Professional summary

Bruce is an Opportunity Shaper. He helps companies attract customers through inbound marketing, digital content strategies, and content development.

He is one of a select group of leading experts in LinkedIn's Influencers program, where he has over 80,000 followers. His posts on Slideshare often achieve #1 status.

Bruce Kasanoff and Michael Hinshaw are co-authors of Smart Customers, Stupid Companies. They argue that all companies must act like startups, because disruptive innovation is radically changing customer expectations.

His 2001 book is Making It Personal; in it, he predicted many of the highly successful personalization practices leading companies use today.

Bruce is a popular speaker and workshop leader. He founded and

Engagement overview

Duration and cost of an engagement depends on the scope of work, identified during the initial consultation.


• HP
• Wolters Kluver
• Avaya
• Broadvision
• TREP Business Development
• Visible World
• Russell Reynolds Associates
• Saugatuck Technology
• MCorp Consulting


There is no substitute for dynamic human engagements. In other words, getting together with talented people is much better than reading stuff online.

Make your gatherings as interesting and useful as possible. Invite the best speakers you can, and create opportunities for people to meet and get to know others. If you focus on giving participants the best experience possible, your membership wil... Read more

First, I'm not sure you want to keep the discussions structured. If it was obvious where to go next, you wouldn't be asking this question. You have at least two disruptive forces at work: sequestration, and the fact that every industry on the planet is wrestling with the changes wrought by an increasingly digital, wireless world.

It seems to me that you might want to consider thinking of at lea... Read more

Yep. Anonymous surveys have their place, but they have fatal flaw: there's nothing in it for the client. Personally, I never answer surveys.

If you want worthwhile feedback, ask clients how you can improve their service, and then immediately reward their feedback by doing as much of what they asked as possible.

This is a cultural shift, not just a new marketing research tactic. Stop worrying... Read more

You're not going to like my answer.

First, make sure the training is done right, and that no one rushes it. Usually the people within the company, not the vendor, rushes the process. This is a deadly mistake.

Second, you need to change how you pay (or don't pay) employees, so that you reward compliance and discourage (or punish) non-compliance.

Third, you need to figure out what employees... Read more

Absolutely. I've spent 20 years advocating this practice, and the most profitable firms all do it.

I once did a speaking tour of Canada for financial planners, and literally met thousands of these professionals over a two-week span. They could be divided into two groups. The first did NOT differentiate clients by value, and these planners were overworked and poor. The other group had some sort ... Read more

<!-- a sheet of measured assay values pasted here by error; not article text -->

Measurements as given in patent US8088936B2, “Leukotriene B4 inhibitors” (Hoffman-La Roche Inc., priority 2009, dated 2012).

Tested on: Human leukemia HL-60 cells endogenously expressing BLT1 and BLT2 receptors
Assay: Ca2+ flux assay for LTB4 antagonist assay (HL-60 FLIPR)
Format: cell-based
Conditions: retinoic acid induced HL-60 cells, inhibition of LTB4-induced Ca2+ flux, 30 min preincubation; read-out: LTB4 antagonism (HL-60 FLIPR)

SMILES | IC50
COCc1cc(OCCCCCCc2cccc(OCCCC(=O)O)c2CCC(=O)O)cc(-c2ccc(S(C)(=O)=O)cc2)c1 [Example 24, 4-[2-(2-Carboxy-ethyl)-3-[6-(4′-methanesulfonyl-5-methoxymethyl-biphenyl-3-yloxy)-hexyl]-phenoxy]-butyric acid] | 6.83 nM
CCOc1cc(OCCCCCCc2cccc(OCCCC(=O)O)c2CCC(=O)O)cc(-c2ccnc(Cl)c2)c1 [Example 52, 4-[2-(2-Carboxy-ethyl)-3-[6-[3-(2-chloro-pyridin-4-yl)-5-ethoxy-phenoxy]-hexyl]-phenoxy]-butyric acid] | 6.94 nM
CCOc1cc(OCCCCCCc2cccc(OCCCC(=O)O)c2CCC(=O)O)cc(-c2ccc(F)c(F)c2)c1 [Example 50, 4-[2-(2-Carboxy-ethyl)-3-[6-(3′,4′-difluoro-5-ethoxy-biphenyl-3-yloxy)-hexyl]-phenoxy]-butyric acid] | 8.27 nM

You don't structure a service guarantee; you make feedback public. Think about eBay's feedback ratings. This pressures vendors to resolve any complaints promptly.

Unless you can convince coaches and consultants to offer a money-back guarantee, any refund you would offer would be insignificant.

But if you want to test the idea of convincing coaches and consultants to offer such a guarantee, y... Read more

Earlier this week, I was part of a live LinkedIn webcast in which we discussed the urgent need for both companies and their employees to be more nimble and responsive to market pressures.

Providing training only through informal mentoring sends the message that your company isn't serious about helping employees to learn and constantly "up" their game. For more on this, you could read my article... Read more

Yes, you should respond to feedback immediately in a meaningful and genuine way. You could even put a card in every check (bill) holder, that says something to the effect of "Tell us now - we'll fix it now."

Some sites, such as Trip Advisor, allow you to respond to reviews. If this is the case, respond every time. Don't try to make excuses, but be honest and proactive. If the customer highligh... Read more

You must find instructors first, otherwise you are selling air. A good school identifies its instructors, so students can see they will be taught by knowledgeable experts. Mentors Guild is a great example of this strategy; they found the mentors first... Read more


I just wanted to say thank you once again for sharing your expertise with your dynamic presentation on Saturday. I had to watch most of it from the hallway due to the popularity!

Stephen A. Kirsche, Jr. Wesleyan University, University Relations

You are inspiring (both personally and professionally). Haven't stopped thinking about the words of wisdom, and the notable experiences that you shared during your two talks at Bend WebCAM.

Susan Sano Berado, Online Content Strategist

Thank you again for the terrific job you did keynoting the Platinum PR Awards. It was a pleasure working with you, and your 'Help This Person' message is certain to inspire the hundreds of PR professionals at our event.

Steve Goldstein, Editorial Director of Events Access International/PR News